It’s hard, as businesses grow, to cross the divide between simple enthusiasm and normal management. Things like time clocks and cost cutting can seem like good ideas – management – but end up as very bad ideas. Buzz killers. And startups thrive on buzz.
Over the long holiday weekend I caught Can a single bottle of soda decimate your company? Absolutely. on VentureBeat. Author Steve Blank nails it as he describes how a growing company shot itself in the foot by cutting off the free drinks and free snacks for the engineers. It made sense to financial management, but sparked an exodus of the best engineers.
But the damage had been done. The most talented and senior engineers looked up from their desks and noticed the company was no longer the one they loved. It had changed. And not in a way they were happy with.
The best engineers quietly put the word out that they were available, and in less than month the best and the brightest began to drift away.
This is an important reminder: a good story, well told. Spreadsheets are great, but you have to look up from the numbers sometimes, to see the whole picture.
But it’s not that simple either. We can all pause for a moment and feel superior to those small-minded bean counters who made that dumb mistake. And then we need to remember that the beans also add up. Somebody has to manage. It’s not like companies don’t go under for lack of financial management too. For every horror story like this one there’s at least one horror story that goes just the opposite way, another company, just as iconic as this one, that didn’t change structure and management style as it grew. And went under because nobody managed the money.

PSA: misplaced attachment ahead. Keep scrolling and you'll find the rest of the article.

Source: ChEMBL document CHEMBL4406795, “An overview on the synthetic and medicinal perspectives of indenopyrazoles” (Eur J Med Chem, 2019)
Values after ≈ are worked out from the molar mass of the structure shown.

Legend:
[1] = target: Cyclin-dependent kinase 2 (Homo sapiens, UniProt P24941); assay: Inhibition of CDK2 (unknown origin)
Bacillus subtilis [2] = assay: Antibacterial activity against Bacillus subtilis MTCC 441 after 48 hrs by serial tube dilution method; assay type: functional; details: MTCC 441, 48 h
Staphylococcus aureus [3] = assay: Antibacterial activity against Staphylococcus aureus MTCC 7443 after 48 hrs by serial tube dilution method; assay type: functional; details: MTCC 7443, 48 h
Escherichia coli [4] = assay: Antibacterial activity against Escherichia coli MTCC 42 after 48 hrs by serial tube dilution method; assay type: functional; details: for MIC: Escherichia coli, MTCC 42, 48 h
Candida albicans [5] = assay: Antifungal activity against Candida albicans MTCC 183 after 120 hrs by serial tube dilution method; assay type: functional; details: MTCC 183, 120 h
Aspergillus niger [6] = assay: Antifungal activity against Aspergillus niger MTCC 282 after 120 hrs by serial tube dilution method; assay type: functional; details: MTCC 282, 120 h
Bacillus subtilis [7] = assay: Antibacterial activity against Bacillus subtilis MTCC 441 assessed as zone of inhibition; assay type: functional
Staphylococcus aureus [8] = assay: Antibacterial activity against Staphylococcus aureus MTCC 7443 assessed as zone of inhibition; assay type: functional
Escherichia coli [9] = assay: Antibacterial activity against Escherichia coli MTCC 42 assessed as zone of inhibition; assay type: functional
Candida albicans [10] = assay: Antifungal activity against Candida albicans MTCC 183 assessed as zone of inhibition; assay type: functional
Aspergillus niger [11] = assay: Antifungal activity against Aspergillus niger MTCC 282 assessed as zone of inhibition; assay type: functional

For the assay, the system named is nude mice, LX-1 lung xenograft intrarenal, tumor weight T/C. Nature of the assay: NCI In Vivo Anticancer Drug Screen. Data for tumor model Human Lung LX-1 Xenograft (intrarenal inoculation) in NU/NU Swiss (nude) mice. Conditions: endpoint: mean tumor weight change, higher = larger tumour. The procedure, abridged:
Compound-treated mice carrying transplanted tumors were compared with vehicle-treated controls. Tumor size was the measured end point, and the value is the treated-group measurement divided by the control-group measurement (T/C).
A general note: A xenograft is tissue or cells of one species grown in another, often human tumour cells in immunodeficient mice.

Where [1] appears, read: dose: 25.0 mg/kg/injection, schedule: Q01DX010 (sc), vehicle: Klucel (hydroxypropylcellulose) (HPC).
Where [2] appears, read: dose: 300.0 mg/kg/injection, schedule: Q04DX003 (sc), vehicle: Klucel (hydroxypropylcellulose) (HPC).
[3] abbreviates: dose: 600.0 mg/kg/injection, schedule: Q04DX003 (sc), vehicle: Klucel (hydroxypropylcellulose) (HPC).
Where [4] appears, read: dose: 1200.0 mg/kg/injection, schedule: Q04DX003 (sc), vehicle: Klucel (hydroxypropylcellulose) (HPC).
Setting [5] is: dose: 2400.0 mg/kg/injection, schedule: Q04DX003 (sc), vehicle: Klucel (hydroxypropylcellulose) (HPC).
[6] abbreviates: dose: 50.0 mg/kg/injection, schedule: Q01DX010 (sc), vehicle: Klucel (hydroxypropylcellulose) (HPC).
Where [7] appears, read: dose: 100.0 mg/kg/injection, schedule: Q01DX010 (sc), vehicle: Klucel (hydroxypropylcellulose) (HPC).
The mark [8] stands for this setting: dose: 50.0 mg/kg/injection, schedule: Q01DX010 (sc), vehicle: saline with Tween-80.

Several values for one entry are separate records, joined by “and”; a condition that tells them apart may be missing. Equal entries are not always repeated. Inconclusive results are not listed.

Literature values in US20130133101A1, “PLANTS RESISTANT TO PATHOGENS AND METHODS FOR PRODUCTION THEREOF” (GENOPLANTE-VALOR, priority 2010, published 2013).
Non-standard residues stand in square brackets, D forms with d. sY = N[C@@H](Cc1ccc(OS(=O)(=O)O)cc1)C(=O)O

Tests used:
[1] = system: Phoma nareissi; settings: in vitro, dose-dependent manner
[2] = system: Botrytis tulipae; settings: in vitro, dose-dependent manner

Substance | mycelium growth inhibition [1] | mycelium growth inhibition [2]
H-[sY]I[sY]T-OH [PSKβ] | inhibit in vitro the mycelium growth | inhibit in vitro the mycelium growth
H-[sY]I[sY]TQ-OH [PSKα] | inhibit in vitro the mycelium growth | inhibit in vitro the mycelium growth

After reading that post, scroll down through the 30 or so comments. For example:
Once I started to work my way up into decision-making, I realized that what the market (i.e. customers) want rarely jives (sic) with the creative vision of engineers. The challenge of managing engineers is gently coaxing them into pivoting from their vision and create something that customers actually want. Not to mention the severe challenge of actually figuring out what the market wants.
And then this one, sort of a response:
You expanded CFO’s and HR types to ALL C-level execs. CFO’s and HR are the most time-sucking, meeting-causing, value-detracting bunch in any company. Even if they worked for free, they would not be worth the hassle.
Gulp. There are no easy algorithms for all of this. It’s all a matter of each specific case. The illustration here is supposed to remind you of nickels and dimes. But they add up.